In that report, carried out over the course a year, Twitter stands out as having removed only one per cent of content reported to it as criminal within 24 hours. Facebook deleted 39 per cent, and Google's YouTube removed 90 per cent. The German government had set a target of 70 per cent.

Ch-ch-ch-ch changes

The German government has given social networks plenty of forewarning that it intended to act against the publication of hate speech. And that has resulted in a raft of policy changes and technological tweaks in recent months.

Twitter, for example, refused to comment directly on the proposed draft law, but did send The Register a list of changes it made to its service in recent weeks. They include:

  • Identifying abusive accounts and limiting what they can do.
  • Adding extra filtering options, such as muting all accounts that don't have a profile pic, or allowing users to exclude certain words or phrases.
  • Identifying persistent abusers of the service and preventing them from opening new accounts.
  • Providing a "safe search" option that excludes potentially offensive material.

Twitter's approach demonstrates very clearly the Atlantic cultural divide: it believes that removing content is akin to censorship and is focused on giving users the ability to not see content that they find offensive. It is notable however that Twitter is, by far, the least civil and most aggressive social media network.

Facebook has taken a middle-ground approach and has found itself the repeated target of criticism from politicians as a result: most notably when German chancellor Angela Merkel complained personally to Facebook CEO Mark Zuckerberg about the amount of anti-immigrant material that was available on the service.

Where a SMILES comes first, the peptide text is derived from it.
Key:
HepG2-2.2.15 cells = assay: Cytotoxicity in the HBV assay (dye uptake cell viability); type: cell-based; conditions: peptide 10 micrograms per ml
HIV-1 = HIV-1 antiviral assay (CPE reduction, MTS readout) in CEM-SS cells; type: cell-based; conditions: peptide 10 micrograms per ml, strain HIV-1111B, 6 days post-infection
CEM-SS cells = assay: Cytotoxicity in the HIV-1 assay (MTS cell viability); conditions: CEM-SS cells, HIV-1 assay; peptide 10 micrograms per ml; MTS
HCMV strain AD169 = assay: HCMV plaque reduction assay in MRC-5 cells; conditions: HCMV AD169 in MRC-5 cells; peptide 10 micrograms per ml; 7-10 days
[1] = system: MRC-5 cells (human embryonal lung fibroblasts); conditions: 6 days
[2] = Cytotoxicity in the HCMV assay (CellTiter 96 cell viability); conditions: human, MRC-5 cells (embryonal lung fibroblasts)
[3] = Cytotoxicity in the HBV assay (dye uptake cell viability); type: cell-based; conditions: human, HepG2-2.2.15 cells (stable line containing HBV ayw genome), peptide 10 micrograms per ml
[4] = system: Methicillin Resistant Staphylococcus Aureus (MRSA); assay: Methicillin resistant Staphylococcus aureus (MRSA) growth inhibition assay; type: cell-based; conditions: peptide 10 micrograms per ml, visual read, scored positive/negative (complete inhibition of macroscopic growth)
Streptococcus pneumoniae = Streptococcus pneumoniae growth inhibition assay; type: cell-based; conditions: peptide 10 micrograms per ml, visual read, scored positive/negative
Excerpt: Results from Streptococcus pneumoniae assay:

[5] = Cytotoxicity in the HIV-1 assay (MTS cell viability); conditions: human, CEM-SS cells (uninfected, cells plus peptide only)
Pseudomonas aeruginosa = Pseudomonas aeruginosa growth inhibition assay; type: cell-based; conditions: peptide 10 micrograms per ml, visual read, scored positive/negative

In a statement on the draft law, Facebook told us: "We have clear rules against hate speech and work hard to keep it off our platform. We are committed to working with the government and our partners to address this societal issue. By the end of the year, over 700 people will be working on content review for Facebook in Berlin. We will look into the legislative proposal by the Federal Ministry of Justice."

Google has two different approaches: its search engine only links to other sites' content and it has systems in place to simply remove those links from its engine. When it comes to YouTube, it has a much firmer policy than Facebook or Twitter and will take content down very quickly and require users to argue their case for putting it back up. But then, video is often easier to assess than words.

The German minister is not impressed with recent improvement efforts however, noting: "[Companies'] self-commitments have led to initial improvements. These are not yet sufficient ... too little criminal content is being deleted and not quickly enough. The biggest problem is that the networks do not take the complaints of their own users seriously enough."

He also stated that Germany was not seeking to go it alone with its plans, but intends to build a Europe-wide consensus on dealing with criminal content on social networks.

"National regulations that apply to Germany are a necessary step but they can only be the beginning. In the end, we also need European solutions for European-wide companies," he wrote.

"I will therefore present our proposals for regulation to the European Commission and also present to my colleagues in the Council of Justice and Home Affairs Ministers. We want to continue the process at a European level." ®